What better way to make a decision than by assessing the risk?

Manuel Selma - Quality and Environment Manager 

In the 2015 revision of the ISO 9001, risk analysis was introduced as a requirement: the FMEAS are booming.

Risk analysis is a traditional tool in quality assesments, and per usual, it’s the military that developed this methodology in the 1940s. Subsequently, space programs incorporated the method to ensure food safety for astronauts, the beggining of HACCP.

However, its popularity soars in the 70s after Ford designs the wrong fuel tank position for its Ford Pinto. After this unfortunate mistake, Ford decided to apply this tool to all their ongoing projects.

Soon after, the rest of the automotive industry followed and little by little the other sectors joined too.

The FMEAS are very simple and intuitive tools that evaluate the risks behing product design, processes or machines. They’re scored from 0 to 10 considering three types of criteria; severity, occurrence and the detection of each of the possible failures. The result of these values ​​give us a number called the RPN, risk priority number. The higher the value, the higher the risk.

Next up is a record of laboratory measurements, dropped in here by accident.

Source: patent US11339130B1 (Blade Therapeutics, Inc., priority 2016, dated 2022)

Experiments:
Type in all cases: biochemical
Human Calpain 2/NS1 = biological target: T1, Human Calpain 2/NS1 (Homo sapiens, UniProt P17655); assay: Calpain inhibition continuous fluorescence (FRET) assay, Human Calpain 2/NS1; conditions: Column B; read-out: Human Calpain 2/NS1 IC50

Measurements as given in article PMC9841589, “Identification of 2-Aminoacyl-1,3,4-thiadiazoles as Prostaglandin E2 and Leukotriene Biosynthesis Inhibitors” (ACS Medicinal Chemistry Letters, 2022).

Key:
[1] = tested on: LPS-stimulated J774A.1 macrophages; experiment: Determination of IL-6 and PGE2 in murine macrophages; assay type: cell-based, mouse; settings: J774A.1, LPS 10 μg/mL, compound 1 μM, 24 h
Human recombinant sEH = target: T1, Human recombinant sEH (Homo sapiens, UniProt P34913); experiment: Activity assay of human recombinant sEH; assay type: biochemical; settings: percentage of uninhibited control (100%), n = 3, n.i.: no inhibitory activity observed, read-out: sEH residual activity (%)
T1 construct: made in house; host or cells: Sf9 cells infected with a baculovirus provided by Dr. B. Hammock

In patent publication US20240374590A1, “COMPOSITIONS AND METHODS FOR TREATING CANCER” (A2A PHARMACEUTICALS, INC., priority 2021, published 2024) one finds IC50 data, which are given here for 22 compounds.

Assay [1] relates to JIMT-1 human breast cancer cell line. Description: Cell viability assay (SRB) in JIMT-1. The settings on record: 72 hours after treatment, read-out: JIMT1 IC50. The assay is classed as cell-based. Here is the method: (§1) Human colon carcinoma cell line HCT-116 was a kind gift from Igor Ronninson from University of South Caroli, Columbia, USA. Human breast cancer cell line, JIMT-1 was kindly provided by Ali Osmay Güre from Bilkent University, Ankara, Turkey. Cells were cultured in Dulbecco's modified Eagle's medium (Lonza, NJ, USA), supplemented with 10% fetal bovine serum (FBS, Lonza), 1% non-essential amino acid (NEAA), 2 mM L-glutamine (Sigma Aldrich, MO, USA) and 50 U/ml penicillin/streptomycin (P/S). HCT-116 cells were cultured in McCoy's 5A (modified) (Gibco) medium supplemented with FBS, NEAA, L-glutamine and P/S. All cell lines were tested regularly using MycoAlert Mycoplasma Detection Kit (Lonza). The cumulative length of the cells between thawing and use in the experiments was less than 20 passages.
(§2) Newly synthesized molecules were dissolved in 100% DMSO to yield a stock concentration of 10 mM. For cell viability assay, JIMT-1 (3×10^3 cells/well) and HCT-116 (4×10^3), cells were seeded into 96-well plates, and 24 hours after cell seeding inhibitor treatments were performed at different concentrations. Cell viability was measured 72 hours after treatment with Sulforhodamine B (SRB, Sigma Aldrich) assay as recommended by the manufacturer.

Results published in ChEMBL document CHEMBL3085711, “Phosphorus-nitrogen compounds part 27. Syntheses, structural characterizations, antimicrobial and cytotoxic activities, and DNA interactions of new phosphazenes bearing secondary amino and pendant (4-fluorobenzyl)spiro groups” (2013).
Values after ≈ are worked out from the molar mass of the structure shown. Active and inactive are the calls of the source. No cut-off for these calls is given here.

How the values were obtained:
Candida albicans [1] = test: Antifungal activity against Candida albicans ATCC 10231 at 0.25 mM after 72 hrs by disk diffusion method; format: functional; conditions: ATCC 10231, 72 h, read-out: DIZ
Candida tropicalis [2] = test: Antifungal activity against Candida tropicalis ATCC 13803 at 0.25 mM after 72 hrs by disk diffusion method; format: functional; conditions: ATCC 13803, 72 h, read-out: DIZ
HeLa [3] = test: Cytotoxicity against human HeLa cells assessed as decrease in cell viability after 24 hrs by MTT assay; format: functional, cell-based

It is all about systematizing the mental process of each design. Intuitively, our mind thinks about how things can fail and our knowledge sets the means to avoid it. The human being is usually exceptional in the first part. The second one is learned.

The objective is to design with minimal risk, so when you detect high values of risk, you need to re-design to reduce the RPN value. Only in cases where the design cannot be modified, the risk is minimized by reducing detection and investing in controls.

The FMEAs is a tool that optimizes controls, focusing all efforts on the risks. It is the tool that contains the know-how that will offer the best design. These tools evolve from improvements and failures, they are alive.

It’s known that the FMEAs have saved millions for the industries that apply them to their projects as they suffer less iterations and therefore fewer delays.

The orientation is clearly aimed at ensuring the process, so they usually go hand in hand with another tool that offers the visión of the client, the QFD (quality function deployment), where by doing an exercise, the client's needs are transformed into technical requirements.

As for today, there are many industries that use these optimization tools, since their use and success are more than proven.

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